You are mixing double and float precision numbers with Point3d (which is double) and Point<T> with T=float. Conversion between these two consumes some time. Pick either double or float and use it throughout, the performance difference between them should be minimal.

Also your sign parameter is int8_t and you multiply it with double values this causes an integer to floating point conversion which can be somewhat costly if done in a hot loop. At the very least sign should be double. But I will show you how you can avoid the multiplication all together further down.

Your axis parameter should be of type size_t. Using uint8_t is not in any way faster because it is smaller, the argument is likely passed in registers anyway where the size doesn't matter. At worst you're causing conversions/type promotions.

Use template value parameters

This section is speculative, you compiler might be good enough to do the constant propagation and optimization any way, or it might not. You have to profile to find out, in either case I will show you the technique and you can test.

You can pass values to template (non class) arguments and specialize on these values so that the compiler can more easily generate optimized code if the values are known during compile-time (they are here).

For example:

template <typename T>
inline int8_t Classify(int8_t sign, uint8_t axis, const Point3<T> &c_v, const Point3d &p_v) {
    const double d = sign * (p_v[axis] - c_v[axis]);
    if      (d >  PLANE_THICKNESS_EPSILON) return  1;
    else if (d < -PLANE_THICKNESS_EPSILON) return -1;
    else                                   return  0;
}

could be something like this:

template<typename T, bool positive_sign, int axis>
inline int Classify(const Point3<T>& c_v, const Point3<T>& p_v) {
    // because "positive_sign" is a compile time constant, the compiler can
    // remove the branch here.
    const double d = positive_sign ? (p_v[axis] - c_v[axis]) : 
                                     (c_v[axis] - p_v[axis]);
    auto c = ((d > PLANE_THICKNESS_EPSILON)<<1) | 
             (d < -PLANE_THICKNESS_EPSILON);
    static int v[3] = {0, -1, 1};
    return v[c];
}

Note that I also showed you how to get rid of the branches in this function. You'll have to benchmark and see if there is any use from making axis a template value. I'm suspecting it wont make a difference.

Consolidate branches

Note how the branches for d2 < 0 and d2 > 0 have almost the same code?

    if (d2 < 0) {
        b = false;
        if (d1 > 0) { // NOTE: Differs here
            const double alpha = (p_v2[axis] - c_v[axis]) / (p_v2[axis] - p_v1[axis]);
            new_p_vs[k++] = Lerp(alpha, p_v2, p_v1);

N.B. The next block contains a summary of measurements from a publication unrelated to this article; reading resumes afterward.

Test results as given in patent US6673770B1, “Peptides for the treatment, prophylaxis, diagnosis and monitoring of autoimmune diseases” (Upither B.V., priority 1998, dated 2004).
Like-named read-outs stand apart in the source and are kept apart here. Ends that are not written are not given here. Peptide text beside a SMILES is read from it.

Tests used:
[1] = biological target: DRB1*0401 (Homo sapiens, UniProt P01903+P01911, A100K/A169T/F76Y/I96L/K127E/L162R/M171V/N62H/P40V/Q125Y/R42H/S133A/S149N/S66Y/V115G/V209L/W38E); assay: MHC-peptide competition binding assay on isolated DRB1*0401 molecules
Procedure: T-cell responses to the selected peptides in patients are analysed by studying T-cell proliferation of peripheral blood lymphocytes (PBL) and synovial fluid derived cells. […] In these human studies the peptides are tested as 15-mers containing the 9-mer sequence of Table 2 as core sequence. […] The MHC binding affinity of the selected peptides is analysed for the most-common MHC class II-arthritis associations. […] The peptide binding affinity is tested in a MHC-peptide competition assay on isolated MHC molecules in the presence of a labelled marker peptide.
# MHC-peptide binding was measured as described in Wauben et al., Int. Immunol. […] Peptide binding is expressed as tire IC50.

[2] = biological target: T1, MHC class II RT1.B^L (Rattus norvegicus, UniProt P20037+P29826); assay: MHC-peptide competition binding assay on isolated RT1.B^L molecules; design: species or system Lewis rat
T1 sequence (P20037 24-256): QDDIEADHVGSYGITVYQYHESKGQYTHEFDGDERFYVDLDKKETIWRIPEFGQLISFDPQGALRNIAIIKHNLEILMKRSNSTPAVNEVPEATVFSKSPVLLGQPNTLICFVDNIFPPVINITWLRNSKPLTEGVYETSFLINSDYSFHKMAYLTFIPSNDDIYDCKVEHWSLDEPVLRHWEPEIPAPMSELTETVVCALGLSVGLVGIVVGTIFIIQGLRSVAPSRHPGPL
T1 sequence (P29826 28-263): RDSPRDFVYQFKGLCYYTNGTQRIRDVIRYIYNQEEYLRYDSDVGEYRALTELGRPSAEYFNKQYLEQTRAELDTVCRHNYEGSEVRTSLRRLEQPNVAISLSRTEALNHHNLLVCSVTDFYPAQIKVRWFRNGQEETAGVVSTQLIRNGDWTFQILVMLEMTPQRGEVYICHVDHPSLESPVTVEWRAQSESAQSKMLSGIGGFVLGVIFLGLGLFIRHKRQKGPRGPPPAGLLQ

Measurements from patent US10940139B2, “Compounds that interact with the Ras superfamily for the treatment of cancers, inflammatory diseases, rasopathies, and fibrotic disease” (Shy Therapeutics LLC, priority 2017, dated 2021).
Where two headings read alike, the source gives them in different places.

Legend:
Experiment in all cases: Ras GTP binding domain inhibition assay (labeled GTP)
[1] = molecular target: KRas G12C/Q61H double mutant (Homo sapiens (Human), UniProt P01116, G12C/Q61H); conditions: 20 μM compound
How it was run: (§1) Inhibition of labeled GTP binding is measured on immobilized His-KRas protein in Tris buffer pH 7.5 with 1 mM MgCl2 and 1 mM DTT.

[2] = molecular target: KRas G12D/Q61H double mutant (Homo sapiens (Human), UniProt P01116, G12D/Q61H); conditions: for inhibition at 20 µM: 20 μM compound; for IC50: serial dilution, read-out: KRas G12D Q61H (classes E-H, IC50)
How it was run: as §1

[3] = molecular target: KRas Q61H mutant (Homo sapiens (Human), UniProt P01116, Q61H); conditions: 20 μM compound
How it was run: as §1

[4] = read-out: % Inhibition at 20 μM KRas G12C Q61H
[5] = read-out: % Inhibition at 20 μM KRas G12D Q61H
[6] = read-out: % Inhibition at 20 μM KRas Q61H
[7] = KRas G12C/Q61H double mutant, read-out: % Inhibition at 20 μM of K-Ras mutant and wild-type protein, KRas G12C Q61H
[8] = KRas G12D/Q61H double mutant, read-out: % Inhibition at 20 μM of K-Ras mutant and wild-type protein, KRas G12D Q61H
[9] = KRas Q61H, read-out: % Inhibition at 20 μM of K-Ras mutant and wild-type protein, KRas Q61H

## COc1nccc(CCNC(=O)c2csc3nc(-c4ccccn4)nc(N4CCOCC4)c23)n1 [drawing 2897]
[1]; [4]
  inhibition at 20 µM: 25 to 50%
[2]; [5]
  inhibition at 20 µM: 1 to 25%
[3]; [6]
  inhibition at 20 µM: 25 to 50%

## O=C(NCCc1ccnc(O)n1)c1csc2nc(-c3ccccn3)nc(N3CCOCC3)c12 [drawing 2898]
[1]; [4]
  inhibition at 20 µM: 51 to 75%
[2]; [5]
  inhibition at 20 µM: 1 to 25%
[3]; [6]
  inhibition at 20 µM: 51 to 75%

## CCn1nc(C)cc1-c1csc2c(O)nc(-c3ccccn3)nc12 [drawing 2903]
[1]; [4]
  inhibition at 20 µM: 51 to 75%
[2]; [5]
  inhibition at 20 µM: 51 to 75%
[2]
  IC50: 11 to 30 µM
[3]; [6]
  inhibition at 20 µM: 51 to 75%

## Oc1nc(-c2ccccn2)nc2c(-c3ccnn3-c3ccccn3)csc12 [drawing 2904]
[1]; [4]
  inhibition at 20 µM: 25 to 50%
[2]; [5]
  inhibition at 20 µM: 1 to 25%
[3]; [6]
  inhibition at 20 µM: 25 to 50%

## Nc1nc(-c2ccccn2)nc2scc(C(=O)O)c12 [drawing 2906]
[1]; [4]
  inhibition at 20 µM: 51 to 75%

}
        else if (d1 == 0 && (k == 0 || new_p_vs[k-1] != p_v1))
            new_p_vs[k++] = p_v1;
    }
    else if (d2 > 0) {
        b = false;
        if (d1 < 0) { // NOTE: And here
            const double alpha = (p_v2[axis] - c_v[axis]) / (p_v2[axis] - p_v1[axis]);
            new_p_vs[k++] = Lerp(alpha, p_v2, p_v1);
        }
        else if (d1 == 0 && (k == 0 || new_p_vs[k-1] != p_v1))
            new_p_vs[k++] = p_v1;

        new_p_vs[k++] = p_v2; // Note: And here
    }
    else {
        if (d1 != 0)
            new_p_vs[k++] = p_v2;
    }

You can re-organize this like so:

if(d2 == 0){
    if (d1 != 0)
        new_p_vs[k++] = p_v2;
}else{ // d2 < 0 OR d2 > 0
    b = false;

    // test for d1 == 0 first, because if that is true, 
    // none of the expressions in the else statement can be true.
    if (d1 == 0){
        // You might want to consider special casing k == 0 outside of the
        // loop so you can avoid the check for k==0 in here which is only
        // true once. 
        if(k == 0 || new_p_vs[k-1] != p_v1)
            new_p_vs[k++] = p_v1;
    }
    else if ((d2 < 0 && d1 > 0) || (d2 > 0 && d1 < 0)) {
        auto alpha = (p_v2[axis] - c_v[axis]) / (p_v2[axis] - p_v1[axis]);
        new_p_vs[k++] = Lerp(alpha, p_v2, p_v1);
    }

    if(d2 > 0)
        new_p_vs[k++] = p_v2;
}

Again YMMV the compiler may have been able to do the above transform for you, or it may not be any faster at all. It is only my gut feeling telling me that the above might be slightly better. I have not profiled and you should test to see if it gives any improvement at all.

Better formulation for Lerp

The current code is:

template <typename T>
Point3<T> Lerp(double t, const Point3<T> &p0, const Point3<T> &p1) {
    return (1 - t) * p0 + t * p1;
}

If you instead formulate it like this you have one multiplication less:

return p0 + t*(p1-p0);

Better implementation of Point3::operator[]

Use a anonymous union and struct to better implement operator []. Like so:

   T operator[](int i) const {
       return raw[i];
   }
   T &operator[](int i) {
       return raw[i];
   }

   union{
       struct{
           T x, y, z;
       };
       T raw[3];
   };
};

That's all I have time for right now, I have to go to bed. Hope that helps!

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  • \$\begingroup\$ All operations in v2 of the project used floating point operations. For some geometry operations, I wanted doubles so I templated the Point class and needed typedef Point3<float> Point; for most of the original code. Initialization of Point and BBox is mostly done somewhere else and thus starts out as floats. I like the new operator[] as opposed to my original (&x)[i]. \$\endgroup\$ – Matthias Jun 15 '16 at 6:46
  • \$\begingroup\$ Thanks very much! Very educational. I will compare both during profiling today. \$\endgroup\$ – Matthias Jun 15 '16 at 6:53
  • \$\begingroup\$ After profiling: "Consolidate branches" and size_t seem to make it worse. The remaining results in some minor improvements. \$\endgroup\$ – Matthias Jun 16 '16 at 19:22
  • \$\begingroup\$ @Matthias Well, that's why we profile :) what was the total speed-up? \$\endgroup\$ – Emily L. Jun 16 '16 at 20:46
  • \$\begingroup\$ Between 5 and 10% especially due to "Lerp" and "operator[]" \$\endgroup\$ – Matthias Jun 17 '16 at 6:21